The next piece of the Contractual Risk Transfer (CRT) puzzle

May 31 2023

Categories: P&C Solutions

The next piece of the Contractual Risk Transfer (CRT) puzzle

Risk Transfer: Managing Third Party Relationships
Critical to Protecting your Business

Contractual Risk Transfer (CRT) is accomplished through a combination of provisions negotiated between businesses at the beginning of their relationship before a loss or claim occurs.

One of the most important steps in CRT is to have a written, signed, and binding contract in place that spells out the terms, commitments, expectations, and legal requirements of the relationship. 

Consider the following questions when determining the type of risk transfer that is best for you:

  1. How can I establish the best working relationships with others?
  2. What types of risk transfer are most common in my area and industry?
  3. What type of risk transfer offers me the most financial protection?
  4. Who will review my contract to ensure it's legal and in my best interest?

There are many, but the most common types of clauses that are contractually used to allocate risk effectively include:

  • Indemnity (indemnification)
    • the process through which one party transfers, or assumes, risk and responsibility for loss to or from another party to the contract.
  • Duty to Defend
    • The promise to provide for a legal defense to hire counsel whereby one party promises to accept responsibility for any costs or work related to lawsuits.
  • Hold Harmless
    • A clause used as a release of liability in a contract, protecting one party from injury or property damage caused by another party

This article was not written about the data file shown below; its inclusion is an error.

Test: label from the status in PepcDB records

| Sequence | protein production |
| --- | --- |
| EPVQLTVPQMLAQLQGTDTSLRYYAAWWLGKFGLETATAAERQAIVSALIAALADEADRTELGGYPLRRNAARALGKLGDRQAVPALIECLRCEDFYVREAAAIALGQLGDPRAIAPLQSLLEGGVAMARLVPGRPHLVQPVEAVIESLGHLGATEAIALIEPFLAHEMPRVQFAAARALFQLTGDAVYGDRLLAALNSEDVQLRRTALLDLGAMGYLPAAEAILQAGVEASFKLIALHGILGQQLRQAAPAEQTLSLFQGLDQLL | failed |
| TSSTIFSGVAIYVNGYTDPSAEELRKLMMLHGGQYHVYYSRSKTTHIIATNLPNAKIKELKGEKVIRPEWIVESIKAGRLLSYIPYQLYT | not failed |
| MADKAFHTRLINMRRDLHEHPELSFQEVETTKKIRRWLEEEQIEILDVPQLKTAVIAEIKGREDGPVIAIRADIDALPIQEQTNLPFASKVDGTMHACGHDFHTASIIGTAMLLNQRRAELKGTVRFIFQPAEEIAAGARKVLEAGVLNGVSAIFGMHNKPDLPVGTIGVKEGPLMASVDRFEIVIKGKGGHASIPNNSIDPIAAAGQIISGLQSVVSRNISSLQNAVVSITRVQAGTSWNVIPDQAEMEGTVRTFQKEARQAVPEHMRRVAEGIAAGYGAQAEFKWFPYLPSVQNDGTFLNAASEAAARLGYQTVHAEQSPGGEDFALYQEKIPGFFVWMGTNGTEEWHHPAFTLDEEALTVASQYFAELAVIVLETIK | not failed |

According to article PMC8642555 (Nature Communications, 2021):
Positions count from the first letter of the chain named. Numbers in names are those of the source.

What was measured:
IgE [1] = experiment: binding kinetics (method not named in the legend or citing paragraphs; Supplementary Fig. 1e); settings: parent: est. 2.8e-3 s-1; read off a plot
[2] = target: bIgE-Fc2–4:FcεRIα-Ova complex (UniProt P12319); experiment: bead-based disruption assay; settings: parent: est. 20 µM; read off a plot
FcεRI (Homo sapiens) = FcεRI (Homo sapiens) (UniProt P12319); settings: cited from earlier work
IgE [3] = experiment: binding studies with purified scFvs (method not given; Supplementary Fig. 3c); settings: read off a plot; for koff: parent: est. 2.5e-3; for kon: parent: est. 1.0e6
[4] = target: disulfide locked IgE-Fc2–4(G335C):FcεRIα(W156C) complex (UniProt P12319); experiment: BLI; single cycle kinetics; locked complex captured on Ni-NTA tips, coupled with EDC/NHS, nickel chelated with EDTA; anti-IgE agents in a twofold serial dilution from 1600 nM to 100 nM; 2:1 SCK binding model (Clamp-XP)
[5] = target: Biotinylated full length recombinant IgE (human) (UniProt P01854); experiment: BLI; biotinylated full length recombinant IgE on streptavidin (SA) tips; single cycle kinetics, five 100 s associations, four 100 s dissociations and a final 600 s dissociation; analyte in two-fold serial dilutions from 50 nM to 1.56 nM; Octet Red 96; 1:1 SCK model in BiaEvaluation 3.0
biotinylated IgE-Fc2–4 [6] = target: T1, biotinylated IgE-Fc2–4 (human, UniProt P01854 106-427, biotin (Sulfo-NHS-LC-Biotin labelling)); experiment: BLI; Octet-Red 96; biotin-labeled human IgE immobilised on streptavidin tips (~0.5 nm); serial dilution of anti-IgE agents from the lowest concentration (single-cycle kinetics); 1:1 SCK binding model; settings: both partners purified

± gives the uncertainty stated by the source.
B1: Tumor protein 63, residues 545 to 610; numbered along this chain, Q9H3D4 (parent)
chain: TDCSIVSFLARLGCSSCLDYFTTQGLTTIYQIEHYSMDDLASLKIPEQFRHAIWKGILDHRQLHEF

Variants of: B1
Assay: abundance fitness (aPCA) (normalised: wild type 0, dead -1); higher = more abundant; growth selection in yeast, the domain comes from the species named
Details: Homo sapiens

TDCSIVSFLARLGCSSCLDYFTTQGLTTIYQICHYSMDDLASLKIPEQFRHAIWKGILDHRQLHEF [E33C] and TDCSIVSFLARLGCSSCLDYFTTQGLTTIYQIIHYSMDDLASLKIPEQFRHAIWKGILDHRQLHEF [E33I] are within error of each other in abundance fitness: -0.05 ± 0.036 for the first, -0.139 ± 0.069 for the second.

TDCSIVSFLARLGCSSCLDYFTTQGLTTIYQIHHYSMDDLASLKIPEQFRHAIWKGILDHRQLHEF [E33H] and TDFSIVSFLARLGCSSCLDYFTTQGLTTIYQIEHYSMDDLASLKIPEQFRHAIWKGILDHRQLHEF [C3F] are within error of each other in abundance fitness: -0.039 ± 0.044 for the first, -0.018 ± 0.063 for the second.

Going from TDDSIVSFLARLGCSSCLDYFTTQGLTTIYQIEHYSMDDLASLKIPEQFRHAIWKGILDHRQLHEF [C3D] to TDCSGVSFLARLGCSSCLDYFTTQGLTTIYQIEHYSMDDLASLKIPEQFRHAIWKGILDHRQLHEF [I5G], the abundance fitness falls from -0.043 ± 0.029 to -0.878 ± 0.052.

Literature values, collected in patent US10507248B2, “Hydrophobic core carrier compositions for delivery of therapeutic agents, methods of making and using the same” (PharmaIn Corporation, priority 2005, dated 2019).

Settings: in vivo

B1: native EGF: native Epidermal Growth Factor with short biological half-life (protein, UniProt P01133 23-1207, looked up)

• By signing the clause, the other party is agreeing not to hold the other party legally responsible for the risks involved in certain services
    • What does subrogation mean in insurance?
      • When you file a claim, your insurer can try to recover costs from the person responsible for your injury or property damage
    • A waiver of subrogation is an acknowledgement by an insurer that it has no right to subrogate against a liable third party after it has paid a loss on behalf of its insured.

Hold Harmless

Within the CRT process, the contract will require the indemnitor to obtain and provide proof of insurance to back up its commitments.  We will discuss Certificates of Insurance and requesting Additional Insured status in our next update.  Stay tuned for the final segment of our series.

Managing risks makes you less likely to be faced with financial and reputational loss
Clear up the confusing world of CRT with #TeamKoppinger
Contact us to discover the many benefits of a partnership with Koppinger & Associates


flowchart: Cincinnati Insurance Companies

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